Why do we collect information about you?
Doctors, nurses and other healthcare professionals caring for you keep records about your health and any treatment and care you receive from the NHS. These records help to ensure that you receive the best possible care. They may be written down in paper records or held on computer, and may include:
- Basic details about you such as name, address, date of birth, next of kin, etc
- Contact we have had with you such as appointments or clinic visits
- Mental Health documentation
- Notes and reports about your health, treatment and care
- Relevant information from people who care for you and know you well such as health professionals and relatives
It is essential that your details are accurate and up to date. Always check that your personal details are correct when you visit us and please inform us of any changes as soon as possible.
We need to collect information about you to provide you with health and care services. This is in accordance with the statutory obligations under the NHS Act 2006 and Health and Social Care Act 2012.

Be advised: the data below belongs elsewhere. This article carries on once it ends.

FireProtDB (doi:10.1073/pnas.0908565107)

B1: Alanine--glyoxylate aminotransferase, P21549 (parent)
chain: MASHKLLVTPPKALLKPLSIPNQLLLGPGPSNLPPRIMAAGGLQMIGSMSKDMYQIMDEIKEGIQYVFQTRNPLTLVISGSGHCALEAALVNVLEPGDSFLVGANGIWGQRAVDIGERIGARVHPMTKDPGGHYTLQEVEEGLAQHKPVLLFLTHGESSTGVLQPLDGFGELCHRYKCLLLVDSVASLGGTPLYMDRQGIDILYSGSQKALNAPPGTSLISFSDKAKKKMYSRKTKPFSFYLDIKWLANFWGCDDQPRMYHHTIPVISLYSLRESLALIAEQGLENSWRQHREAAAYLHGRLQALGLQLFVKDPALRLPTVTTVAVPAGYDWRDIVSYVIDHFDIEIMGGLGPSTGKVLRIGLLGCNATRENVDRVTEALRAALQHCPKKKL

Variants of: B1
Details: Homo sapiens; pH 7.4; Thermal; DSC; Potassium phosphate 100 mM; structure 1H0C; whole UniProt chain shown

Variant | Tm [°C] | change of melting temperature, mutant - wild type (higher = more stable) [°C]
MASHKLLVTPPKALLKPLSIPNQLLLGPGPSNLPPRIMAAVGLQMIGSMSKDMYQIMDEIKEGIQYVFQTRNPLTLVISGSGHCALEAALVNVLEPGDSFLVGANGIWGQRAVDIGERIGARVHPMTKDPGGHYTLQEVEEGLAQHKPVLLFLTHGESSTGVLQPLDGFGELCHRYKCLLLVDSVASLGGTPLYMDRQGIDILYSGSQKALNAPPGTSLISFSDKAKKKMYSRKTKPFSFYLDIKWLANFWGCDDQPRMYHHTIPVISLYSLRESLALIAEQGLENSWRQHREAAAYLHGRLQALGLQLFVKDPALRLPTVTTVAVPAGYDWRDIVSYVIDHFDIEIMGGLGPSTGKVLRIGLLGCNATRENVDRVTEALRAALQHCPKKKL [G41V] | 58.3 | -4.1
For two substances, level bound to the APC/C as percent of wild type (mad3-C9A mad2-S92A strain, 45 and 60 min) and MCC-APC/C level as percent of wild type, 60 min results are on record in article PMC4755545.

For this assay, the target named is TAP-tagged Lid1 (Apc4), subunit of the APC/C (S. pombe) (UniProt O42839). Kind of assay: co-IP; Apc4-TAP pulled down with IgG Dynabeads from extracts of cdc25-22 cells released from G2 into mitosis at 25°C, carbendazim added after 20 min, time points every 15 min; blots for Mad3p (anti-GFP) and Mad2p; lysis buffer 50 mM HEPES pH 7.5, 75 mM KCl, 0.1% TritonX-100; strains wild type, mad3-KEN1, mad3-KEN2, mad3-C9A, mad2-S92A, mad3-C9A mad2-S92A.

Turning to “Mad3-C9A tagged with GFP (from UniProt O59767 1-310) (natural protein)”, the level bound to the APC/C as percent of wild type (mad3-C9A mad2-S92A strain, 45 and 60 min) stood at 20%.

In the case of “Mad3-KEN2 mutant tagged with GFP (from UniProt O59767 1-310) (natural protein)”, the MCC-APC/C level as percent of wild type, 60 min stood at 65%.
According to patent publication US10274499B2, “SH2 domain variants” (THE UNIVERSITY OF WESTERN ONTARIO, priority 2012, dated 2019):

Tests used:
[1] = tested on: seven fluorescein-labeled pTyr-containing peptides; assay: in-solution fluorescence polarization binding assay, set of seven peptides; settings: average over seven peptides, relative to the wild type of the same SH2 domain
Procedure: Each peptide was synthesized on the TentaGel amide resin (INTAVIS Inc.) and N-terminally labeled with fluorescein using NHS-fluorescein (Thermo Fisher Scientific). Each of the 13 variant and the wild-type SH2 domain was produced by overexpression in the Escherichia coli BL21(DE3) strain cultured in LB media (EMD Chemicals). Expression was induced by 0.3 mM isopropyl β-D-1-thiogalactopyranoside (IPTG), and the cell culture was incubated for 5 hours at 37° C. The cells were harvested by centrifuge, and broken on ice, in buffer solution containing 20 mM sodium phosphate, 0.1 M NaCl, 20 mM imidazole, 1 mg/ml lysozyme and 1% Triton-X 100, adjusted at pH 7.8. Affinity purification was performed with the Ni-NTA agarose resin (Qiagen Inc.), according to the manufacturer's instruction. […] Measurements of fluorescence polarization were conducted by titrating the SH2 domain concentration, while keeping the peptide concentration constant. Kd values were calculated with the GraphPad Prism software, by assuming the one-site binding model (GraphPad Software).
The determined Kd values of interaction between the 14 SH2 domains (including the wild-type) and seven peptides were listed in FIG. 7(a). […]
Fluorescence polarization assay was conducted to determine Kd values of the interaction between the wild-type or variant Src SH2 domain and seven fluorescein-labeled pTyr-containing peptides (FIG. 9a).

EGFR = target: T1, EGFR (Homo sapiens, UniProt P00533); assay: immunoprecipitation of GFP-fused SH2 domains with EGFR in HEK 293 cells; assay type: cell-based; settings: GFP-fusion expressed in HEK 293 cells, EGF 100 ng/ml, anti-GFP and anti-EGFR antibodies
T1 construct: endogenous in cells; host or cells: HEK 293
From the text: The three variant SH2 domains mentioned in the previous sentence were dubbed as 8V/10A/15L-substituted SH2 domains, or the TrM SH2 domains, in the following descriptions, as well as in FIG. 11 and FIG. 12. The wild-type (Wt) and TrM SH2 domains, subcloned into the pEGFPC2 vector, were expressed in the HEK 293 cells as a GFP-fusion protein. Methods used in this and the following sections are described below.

The information that we collect is used for medical purposes that include:
- preventative medicine
- medical diagnosis
- medical research
- provision of direct care and treatment
We recognise the need to treat personal data in a fair and lawful manner. No personal information held by us will be processed unless the requirements for fair and lawful processing can be met. This Fair Processing Notice provides a summary of how we will ensure that we do that, by describing:
- the categories of personal data we may handle
- the purpose(s) for which it is being processes
- the person(s) / organisation(s) it may be shared with
- This Notice also explains what rights you have to control how we use your information.
The key legislation governing the use of information is listed below:
- The Data Protection Act 2018
- General Data Protection Regulation
- The Human Rights Act 1998
- Freedom of Information Act 2000
- Computer Misuse Act 1998
- Audit Commission Act 1998
- Regulation of Investigatory Powers Act 2000
- Access to Health Records Act 1990
The Data Protection Act (DPA) is the law that primarily determines how we can use your personal data.
For the purposes of the Data Protection Act, the Trust is the "Data Controller" (the holder, user and processor) of staff information.